This past Thursday, a Democratic friend of mine emailed me to ask what I thought about Courtney Lynch. Who’s that, you ask? As the Washington Post reports, Lynch is a “political newcomer” who “announced Wednesday that she is running against former Gov. Tim Kaine (D) for the seat being vacated by Sen. Jim Webb (D).” The Post added that Lynch is “an officer in the Marine Corps and holds a law degree from William & Mary,” and that “she plans a campaign focused on jobs creation and fiscal responsibility.”
My initial response was simply to ask whether there was any reason I should take this candidacy seriously in any way. Among other things, I asked my friend the following questions about Lynch:
1. Who is she and what has she done?
2. Does she have any money or access to any? Kaine will have a ton.
3. Does she have any grassroots support, or likely to grow any fast?
4. Does she have any party support, or likely to gain any?
5. Does she have any support from any significant quarter?
6. Does she have any real rationale for her candidacy, like a strong progressive challenge to Kaine?
I added that, to me, #1 is important, #3 more so, and #6 is crucial. I also wrote that, if I saw a Democratic candidate who I thought a strong progressive and a serious individual with a real chance at beating George Allen, I’d strongly consider supporting them in a primary against Tim Kaine, given Kaine’s far-less-than-progressive record as Governor on issues ranging from the estate tax (he signed its repeal), the environment (he strongly supported a new coal-fired power plant in Wise County), the “transportation monstrosity” (he signed it, complete with “abuser fees” and unconstitutional “regional taxation authorities”), etc. Perhaps, I suggested, I could get behind someone like Bobby Scott, but with money (Scott’s got none, basically) and a much more serious commitment than Scott seems to have to building a strong campaign and running hard.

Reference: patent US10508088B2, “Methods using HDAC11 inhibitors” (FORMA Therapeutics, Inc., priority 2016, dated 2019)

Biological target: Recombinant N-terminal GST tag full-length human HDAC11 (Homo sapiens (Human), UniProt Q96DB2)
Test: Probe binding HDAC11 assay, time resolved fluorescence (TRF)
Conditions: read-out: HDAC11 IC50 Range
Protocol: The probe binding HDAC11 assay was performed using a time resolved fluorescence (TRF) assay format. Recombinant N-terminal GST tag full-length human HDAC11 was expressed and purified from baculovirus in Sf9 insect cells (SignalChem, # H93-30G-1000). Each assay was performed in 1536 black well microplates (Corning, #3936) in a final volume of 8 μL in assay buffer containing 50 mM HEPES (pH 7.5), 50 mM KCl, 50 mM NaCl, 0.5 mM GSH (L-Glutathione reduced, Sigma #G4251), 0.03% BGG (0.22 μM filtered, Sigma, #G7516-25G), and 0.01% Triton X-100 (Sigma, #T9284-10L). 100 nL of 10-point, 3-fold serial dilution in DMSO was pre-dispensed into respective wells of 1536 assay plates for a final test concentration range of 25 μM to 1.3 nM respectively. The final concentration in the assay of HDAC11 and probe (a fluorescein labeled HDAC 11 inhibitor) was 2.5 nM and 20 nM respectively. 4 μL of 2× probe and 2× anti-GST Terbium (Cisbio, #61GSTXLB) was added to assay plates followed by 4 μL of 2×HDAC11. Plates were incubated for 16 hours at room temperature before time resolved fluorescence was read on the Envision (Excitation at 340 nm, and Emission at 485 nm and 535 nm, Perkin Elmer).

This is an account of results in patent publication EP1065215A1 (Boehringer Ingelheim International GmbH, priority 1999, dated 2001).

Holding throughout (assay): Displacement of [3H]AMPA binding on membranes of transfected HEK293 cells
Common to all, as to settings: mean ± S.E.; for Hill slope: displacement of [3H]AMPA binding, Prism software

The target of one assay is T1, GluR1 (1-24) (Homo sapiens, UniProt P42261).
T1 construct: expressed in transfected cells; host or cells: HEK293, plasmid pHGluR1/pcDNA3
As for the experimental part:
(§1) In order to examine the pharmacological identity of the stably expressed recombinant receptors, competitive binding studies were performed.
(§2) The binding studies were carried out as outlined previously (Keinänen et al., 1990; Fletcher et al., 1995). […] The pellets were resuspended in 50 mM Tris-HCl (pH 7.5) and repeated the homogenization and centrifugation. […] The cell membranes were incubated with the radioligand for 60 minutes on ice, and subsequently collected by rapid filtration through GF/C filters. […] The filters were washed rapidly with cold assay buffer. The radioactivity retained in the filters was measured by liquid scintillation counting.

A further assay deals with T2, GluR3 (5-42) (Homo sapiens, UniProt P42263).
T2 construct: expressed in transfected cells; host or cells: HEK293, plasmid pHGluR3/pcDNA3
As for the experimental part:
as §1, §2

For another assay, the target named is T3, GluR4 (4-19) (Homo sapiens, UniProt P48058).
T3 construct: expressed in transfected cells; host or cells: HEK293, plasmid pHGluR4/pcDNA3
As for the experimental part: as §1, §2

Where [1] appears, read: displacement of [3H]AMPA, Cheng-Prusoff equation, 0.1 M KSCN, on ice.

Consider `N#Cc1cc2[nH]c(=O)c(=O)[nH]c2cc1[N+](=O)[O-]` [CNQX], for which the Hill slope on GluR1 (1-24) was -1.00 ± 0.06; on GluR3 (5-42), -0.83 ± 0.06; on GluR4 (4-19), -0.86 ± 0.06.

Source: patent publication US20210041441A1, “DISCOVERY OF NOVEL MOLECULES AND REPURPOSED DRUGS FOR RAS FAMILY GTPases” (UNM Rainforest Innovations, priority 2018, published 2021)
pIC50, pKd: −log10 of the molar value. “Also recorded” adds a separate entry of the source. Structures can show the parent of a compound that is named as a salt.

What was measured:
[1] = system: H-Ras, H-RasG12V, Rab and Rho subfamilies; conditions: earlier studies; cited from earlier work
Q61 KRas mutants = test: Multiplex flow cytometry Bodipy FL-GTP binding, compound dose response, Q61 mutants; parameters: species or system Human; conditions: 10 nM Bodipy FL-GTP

Anyway, my friend encouraged me to further check out Lynch, so I went to her website. What I found did not impress me, to put it mildly. Just a few examples from her “platform” include: 1) strong support for “public-private partnerships” (meh); 2) a pledge to “lower corporate tax rates for both big and small businesses” (blech); 3) a statement that we all should “[r]ealize the value the oil and gas industry provides in jobs creation and resource supply” (you mean, like polluting the Gulf of Mexico and keeping us addicted to carbon-based fuels that are destroying our planet?); 4) support for “free trade,” but no mention of “fair trade”; 5) a pledge to “[r]esponsibly cut government spending” (wow, that’s inspiring – not!), etc. That’s bad enough, but then there are all the things I did NOT see on her website, including the words “environment,” “global warming,” or “climate change.”
Finally, looking at her bio, I see no evidence of any involvement in progressive or Democratic causes whatsoever. Overall, I see no sign of Courtney Lynch being any more progressive (or, to be more accurate, less conservative) than Tim Kaine. Given that, what on earth would be the rationale for her candidacy, other than the fact that she’s “a fresh face” (aka, “completely unknown”)? I’m not seeing it at all.
Nor am I seeing any sign of serious ideas, ideology, grassroots support, actual or potential political viability, a strong personal/political narrative, SOMETHING motivating her candidacy. Again, I’m seeing none of that on her website. None whatsoever. All of which is why I will NOT be supporting Courtney Lynch for Senate, as much as I’m not a big Tim Kaine (to put it mildly), but also as much as I want to make sure we hold this seat in Democratic hands, and that we keep it far FAR away from extremist nutjobs like Felix Macacawitz. So, for now, and unless/until a better option comes along, chalk me up as a Kaine supporter, albeit not a particularly enthusiastic one.